How to manage work-related stress

Written by: Dr Raisa Kumaga
Published: | Updated: 10/06/2024
Edited by: Carlota Pano

Work stress is a common challenge faced by many people in today's fast-paced and demanding work environments. Recognising and managing work stress effectively is crucial for maintaining both physical and mental wellbeing.


Here, Dr Raisa Kumaga, leading counselling psychologist, provides an in-depth understanding of work stress, its symptoms, impacts, and effective management strategies.



What is work stress?


Work stress refers to the mental, physical, and emotional response that occurs when the demands of a job exceed an individual’s capacity to cope. It can stem from various factors, including excessive workload, lack of control, and conflicts. While some level of stress at work is normal, excessive or chronic stress can significantly impact health and wellbeing.


I often give the example and metaphor of an equation. Stress arises when pressure exceeds available resources (S = P > R). To balance this equation, we aim to reduce or eliminate pressure (stressors) and/or increase coping resources to handle higher levels of stress. If you can't balance this equation, you might feel overwhelmed, similar to a bucket that continuously fills with water but has no way to empty it. This overflow can spill into various areas of your life, such as personal relationships or financial management. Therefore, it's crucial to find coping resources that can alleviate the stress, rather than just dealing with the consequences of the overflow.


What are the common signs of work stress?


The symptoms of work stress include:

  • Fatigue and exhaustion: Constant tiredness and a feeling of being drained.
  • Headaches: Frequent tension headaches or migraines.
  • Sleep disturbances: Trouble falling asleep, staying asleep, or achieving restful sleep.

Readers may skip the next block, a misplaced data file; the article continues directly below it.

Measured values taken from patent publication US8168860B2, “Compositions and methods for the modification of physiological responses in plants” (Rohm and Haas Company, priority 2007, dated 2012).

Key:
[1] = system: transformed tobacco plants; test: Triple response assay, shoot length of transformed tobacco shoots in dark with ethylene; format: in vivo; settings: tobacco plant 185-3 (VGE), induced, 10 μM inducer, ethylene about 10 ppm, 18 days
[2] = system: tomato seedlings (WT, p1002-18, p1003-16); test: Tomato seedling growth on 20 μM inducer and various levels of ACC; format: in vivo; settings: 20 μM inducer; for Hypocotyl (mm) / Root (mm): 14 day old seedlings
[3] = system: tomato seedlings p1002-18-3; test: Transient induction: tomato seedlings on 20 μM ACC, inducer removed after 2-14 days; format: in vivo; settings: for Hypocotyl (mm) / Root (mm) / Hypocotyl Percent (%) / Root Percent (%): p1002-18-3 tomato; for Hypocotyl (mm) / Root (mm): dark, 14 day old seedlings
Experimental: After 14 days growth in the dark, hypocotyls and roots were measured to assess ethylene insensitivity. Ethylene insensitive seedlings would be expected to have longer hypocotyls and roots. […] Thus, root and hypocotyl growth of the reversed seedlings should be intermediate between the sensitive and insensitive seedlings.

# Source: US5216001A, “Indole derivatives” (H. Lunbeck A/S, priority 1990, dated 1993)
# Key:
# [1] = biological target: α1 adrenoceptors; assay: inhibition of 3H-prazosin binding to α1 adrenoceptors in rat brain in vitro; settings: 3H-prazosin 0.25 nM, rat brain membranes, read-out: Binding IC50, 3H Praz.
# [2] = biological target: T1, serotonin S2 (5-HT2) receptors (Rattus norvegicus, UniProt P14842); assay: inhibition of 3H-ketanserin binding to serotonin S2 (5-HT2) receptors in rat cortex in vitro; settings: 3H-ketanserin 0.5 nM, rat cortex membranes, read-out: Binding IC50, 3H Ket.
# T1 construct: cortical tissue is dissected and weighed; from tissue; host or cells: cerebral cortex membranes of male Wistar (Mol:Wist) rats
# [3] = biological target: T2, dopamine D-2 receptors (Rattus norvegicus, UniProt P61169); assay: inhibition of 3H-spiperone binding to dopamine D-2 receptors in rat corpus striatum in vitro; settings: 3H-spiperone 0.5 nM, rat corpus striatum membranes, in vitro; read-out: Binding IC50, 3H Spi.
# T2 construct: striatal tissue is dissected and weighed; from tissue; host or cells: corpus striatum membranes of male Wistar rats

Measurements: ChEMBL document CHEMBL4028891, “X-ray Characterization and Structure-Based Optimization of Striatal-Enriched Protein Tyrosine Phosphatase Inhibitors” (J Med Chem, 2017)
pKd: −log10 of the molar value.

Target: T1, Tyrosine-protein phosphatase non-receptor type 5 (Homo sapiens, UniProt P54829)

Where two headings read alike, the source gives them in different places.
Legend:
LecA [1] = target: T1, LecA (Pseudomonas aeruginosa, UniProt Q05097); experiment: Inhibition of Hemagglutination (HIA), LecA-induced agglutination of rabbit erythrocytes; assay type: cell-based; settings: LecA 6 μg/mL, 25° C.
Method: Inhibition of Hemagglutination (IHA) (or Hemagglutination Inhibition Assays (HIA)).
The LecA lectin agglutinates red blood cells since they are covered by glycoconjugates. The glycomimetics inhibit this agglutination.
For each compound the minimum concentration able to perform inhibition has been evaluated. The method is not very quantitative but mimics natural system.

• Gastrointestinal issues: Such as stomach aches, diarrhoea, or constipation.
  • Increased heart rate: Palpitations or a racing heartbeat.



  • Anxiety and irritability: Feeling anxious, restless, or on edge.
  • Depression: Persistent sadness, hopelessness, or lack of interest in activities.
  • Feelings of overwhelm: An inability to cope with tasks and responsibilities.
  • Decreased productivity or procrastination: Lower efficiency and output at work.
  • Changes in eating habits: Overeating or undereating.


Can work stress lead to burnout?


Yes, prolonged and unmanaged work stress can lead to burnout. Burnout is a state of mental, physical, and emotional exhaustion that is often accompanied by a sense of hopelessness and detachment from work. It typically occurs after prolonged exposure to stressful work conditions and can significantly impair an individual’s ability to function effectively.


How can a psychologist assist in managing work stress?


A psychologist can help you understand the specific factors contributing to your work stress. The specialist will work with you to pinpoint triggers and patterns that worsen your stress levels. By gaining a clearer understanding of the root causes of your stress, you will be able to develop more effective strategies to manage it.


Cognitive behavioural therapy (CBT)


CBT is a widely-used approach for managing work stress. A fundamental aspect of CBT is cognitive restructuring. This process involves recognising and challenging negative thought patterns that fuel stress. For instance, if you often think, "I can never complete my tasks on time," a psychologist can help you reframe this thought to something more positive and feasible, such as, "I can prioritise my tasks and effectively manage my time."


Coping mechanisms